DeSoto admitted. "But usually it's someone else in the field
who's been there, available on the line,
just so you can talk it out. And if
necessary, you'll be told how to fill out the forms in order to
take a break
from the job for a while until you feel ready to cope with it again." he shared.
no shame in ending pain, right? Well, how about if it's your own
pain? Don't be afraid to open up
and get it all out. Cause if you don't, it's
gonna kill ya, one way or another."
been listening quietly from the doorway. "I've manned those
crisis phones myself, offering an ear,...sometimes,
a shoulder.. When you
think about it, emergency medicine on the street is a front line of battle,
exactly like that of any war. The only difference is, nobody's trying to kill
you. You're out there
trying to prevent chance and circumstances from
trying to kill somebody else. But all the heavy stresses
you feel are
identical to that of any soldier in the line of fire. Never forget that."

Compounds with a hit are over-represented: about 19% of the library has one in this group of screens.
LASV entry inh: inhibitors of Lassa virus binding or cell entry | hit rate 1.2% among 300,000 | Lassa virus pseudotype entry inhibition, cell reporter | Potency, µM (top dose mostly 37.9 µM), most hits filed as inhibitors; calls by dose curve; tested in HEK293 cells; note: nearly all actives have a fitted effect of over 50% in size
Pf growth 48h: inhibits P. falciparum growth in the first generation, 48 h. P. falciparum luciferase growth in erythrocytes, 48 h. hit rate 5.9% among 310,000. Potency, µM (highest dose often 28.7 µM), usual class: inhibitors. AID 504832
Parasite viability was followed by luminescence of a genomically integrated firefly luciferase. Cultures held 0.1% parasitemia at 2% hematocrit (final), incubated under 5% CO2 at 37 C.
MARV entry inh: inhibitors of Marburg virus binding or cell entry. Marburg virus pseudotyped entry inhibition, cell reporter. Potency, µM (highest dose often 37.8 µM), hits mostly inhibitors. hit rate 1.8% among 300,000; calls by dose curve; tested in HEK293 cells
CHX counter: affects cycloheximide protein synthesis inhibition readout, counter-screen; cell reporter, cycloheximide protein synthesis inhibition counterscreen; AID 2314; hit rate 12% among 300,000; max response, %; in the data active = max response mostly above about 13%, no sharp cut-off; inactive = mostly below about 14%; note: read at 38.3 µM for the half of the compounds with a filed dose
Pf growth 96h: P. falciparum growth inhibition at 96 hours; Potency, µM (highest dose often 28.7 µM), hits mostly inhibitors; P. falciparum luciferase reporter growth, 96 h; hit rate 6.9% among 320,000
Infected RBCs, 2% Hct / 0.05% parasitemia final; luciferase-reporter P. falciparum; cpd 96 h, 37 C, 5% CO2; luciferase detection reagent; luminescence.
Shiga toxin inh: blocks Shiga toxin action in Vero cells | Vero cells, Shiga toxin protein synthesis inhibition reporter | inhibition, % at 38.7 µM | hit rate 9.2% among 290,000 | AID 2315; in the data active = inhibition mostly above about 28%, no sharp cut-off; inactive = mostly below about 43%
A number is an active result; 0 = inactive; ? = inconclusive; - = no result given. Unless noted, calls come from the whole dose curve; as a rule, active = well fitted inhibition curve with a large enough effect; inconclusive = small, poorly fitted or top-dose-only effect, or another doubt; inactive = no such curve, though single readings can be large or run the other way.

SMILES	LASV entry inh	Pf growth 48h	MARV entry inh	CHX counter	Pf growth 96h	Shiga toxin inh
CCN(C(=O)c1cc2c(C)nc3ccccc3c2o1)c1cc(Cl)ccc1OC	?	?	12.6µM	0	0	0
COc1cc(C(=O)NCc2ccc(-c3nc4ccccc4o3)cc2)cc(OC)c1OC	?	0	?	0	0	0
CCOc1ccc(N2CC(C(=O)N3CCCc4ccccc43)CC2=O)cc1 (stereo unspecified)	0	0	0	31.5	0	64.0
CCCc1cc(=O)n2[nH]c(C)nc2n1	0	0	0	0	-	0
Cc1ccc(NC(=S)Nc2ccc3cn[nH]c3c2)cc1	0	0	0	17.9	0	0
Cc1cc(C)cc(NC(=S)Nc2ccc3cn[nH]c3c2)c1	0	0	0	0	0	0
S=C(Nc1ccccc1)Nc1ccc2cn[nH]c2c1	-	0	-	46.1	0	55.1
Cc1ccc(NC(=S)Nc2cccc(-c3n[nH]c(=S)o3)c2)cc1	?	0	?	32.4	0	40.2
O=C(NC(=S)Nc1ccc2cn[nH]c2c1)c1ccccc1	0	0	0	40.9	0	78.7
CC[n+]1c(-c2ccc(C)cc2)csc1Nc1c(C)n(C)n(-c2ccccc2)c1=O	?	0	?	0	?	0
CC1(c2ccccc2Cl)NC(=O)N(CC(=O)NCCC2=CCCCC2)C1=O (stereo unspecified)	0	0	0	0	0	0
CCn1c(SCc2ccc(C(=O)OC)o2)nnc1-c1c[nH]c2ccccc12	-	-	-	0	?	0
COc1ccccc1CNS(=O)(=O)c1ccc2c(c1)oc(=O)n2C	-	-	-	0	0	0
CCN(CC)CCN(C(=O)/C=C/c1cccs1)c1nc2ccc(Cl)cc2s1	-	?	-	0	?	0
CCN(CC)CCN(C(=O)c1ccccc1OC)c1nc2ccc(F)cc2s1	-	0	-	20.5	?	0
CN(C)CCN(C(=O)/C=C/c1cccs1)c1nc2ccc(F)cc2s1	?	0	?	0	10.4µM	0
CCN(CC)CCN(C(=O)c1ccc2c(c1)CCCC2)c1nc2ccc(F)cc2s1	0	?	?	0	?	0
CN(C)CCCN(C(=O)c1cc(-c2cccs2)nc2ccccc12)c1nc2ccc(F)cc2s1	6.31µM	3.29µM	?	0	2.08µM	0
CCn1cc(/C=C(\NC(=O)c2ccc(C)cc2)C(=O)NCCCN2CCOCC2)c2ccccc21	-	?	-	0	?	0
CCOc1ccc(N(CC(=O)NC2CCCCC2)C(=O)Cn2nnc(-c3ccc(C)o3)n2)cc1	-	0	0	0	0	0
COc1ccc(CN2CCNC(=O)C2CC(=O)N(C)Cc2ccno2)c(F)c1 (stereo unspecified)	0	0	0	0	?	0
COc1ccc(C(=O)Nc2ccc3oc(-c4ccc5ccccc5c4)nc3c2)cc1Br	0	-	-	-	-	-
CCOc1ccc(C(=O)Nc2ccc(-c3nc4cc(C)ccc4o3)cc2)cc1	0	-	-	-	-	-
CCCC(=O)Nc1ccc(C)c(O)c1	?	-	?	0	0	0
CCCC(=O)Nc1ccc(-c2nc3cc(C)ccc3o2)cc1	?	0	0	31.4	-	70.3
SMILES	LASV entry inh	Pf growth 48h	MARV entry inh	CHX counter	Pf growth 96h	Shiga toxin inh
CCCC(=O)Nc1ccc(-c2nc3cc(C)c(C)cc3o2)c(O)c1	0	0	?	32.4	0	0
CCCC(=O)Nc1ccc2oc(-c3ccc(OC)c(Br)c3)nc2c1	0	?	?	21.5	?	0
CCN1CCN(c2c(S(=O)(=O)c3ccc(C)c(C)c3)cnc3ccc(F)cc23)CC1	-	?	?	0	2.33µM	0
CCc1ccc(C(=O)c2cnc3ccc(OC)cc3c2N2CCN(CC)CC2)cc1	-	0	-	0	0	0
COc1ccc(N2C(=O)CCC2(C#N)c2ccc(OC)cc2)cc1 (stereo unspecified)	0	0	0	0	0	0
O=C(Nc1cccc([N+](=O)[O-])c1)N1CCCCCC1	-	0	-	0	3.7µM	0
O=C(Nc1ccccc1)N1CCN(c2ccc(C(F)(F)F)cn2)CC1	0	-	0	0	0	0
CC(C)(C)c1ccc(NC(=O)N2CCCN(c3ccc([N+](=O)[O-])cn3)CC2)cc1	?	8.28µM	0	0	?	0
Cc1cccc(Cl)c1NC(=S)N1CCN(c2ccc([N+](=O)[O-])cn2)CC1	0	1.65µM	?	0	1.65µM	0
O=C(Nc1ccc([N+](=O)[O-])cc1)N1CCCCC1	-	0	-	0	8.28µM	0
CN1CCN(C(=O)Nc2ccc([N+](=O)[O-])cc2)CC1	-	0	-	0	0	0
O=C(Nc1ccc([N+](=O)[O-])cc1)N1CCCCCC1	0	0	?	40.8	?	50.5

every EMT's eyes evenly. "Let's talk about today, shall we?
Together. We have no one else who will
understand what we experience
right in front of us, except ourselves. Now, who's first?"
Nobody moved an inch, even the chewing stopped. But then someone|
spoke up. "Me." said Mel. "Because
I'm hurting right now. Real bad."
"Okay." said Gage. "Now everybody else, please, just listen.
can share whatever pain you've got afterwards. Because I've found out
that once it's
out in the open, you can finally begin to heal. We'll all have
a turn at this debrief. And again at
the next one, for any call you feel we
need to discuss, is that a deal?"
All heads nodded slowly.
"Everybody talks. Even Roy and I." said Johnny. "Because today, something
happened that was real
bad. Even to us long time career firefighter
"What?" asked Rosalie, stunned.